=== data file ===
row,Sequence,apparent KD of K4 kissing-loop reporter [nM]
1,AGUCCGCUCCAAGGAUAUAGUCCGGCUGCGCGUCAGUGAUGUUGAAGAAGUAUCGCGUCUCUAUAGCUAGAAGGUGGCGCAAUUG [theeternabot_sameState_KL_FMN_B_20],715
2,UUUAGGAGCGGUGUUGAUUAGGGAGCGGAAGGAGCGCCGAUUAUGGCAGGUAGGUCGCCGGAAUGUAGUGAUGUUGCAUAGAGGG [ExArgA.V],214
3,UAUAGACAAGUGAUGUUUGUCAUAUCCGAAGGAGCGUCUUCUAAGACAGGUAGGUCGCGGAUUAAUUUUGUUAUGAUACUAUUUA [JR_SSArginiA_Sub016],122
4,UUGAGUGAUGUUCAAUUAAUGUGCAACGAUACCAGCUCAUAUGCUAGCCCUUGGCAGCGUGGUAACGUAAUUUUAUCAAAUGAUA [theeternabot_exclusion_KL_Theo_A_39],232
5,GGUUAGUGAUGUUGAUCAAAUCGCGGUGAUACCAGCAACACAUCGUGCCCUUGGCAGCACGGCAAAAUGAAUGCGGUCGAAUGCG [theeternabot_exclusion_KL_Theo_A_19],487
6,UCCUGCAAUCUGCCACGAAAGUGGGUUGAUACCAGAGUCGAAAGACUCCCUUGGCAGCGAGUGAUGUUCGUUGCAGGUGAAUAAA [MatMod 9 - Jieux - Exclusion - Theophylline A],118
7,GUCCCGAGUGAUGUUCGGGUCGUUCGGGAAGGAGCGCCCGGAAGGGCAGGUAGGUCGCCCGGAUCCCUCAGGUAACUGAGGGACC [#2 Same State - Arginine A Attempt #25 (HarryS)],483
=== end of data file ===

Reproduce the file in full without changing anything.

row,Sequence,apparent KD of K4 kissing-loop reporter [nM]
1,AGUCCGCUCCAAGGAUAUAGUCCGGCUGCGCGUCAGUGAUGUUGAAGAAGUAUCGCGUCUCUAUAGCUAGAAGGUGGCGCAAUUG [theeternabot_sameState_KL_FMN_B_20],715
2,UUUAGGAGCGGUGUUGAUUAGGGAGCGGAAGGAGCGCCGAUUAUGGCAGGUAGGUCGCCGGAAUGUAGUGAUGUUGCAUAGAGGG [ExArgA.V],214
3,UAUAGACAAGUGAUGUUUGUCAUAUCCGAAGGAGCGUCUUCUAAGACAGGUAGGUCGCGGAUUAAUUUUGUUAUGAUACUAUUUA [JR_SSArginiA_Sub016],122
4,UUGAGUGAUGUUCAAUUAAUGUGCAACGAUACCAGCUCAUAUGCUAGCCCUUGGCAGCGUGGUAACGUAAUUUUAUCAAAUGAUA [theeternabot_exclusion_KL_Theo_A_39],232
5,GGUUAGUGAUGUUGAUCAAAUCGCGGUGAUACCAGCAACACAUCGUGCCCUUGGCAGCACGGCAAAAUGAAUGCGGUCGAAUGCG [theeternabot_exclusion_KL_Theo_A_19],487
6,UCCUGCAAUCUGCCACGAAAGUGGGUUGAUACCAGAGUCGAAAGACUCCCUUGGCAGCGAGUGAUGUUCGUUGCAGGUGAAUAAA [MatMod 9 - Jieux - Exclusion - Theophylline A],118
7,GUCCCGAGUGAUGUUCGGGUCGUUCGGGAAGGAGCGCCCGGAAGGGCAGGUAGGUCGCCCGGAUCCCUCAGGUAACUGAGGGACC [#2 Same State - Arginine A Attempt #25 (HarryS)],483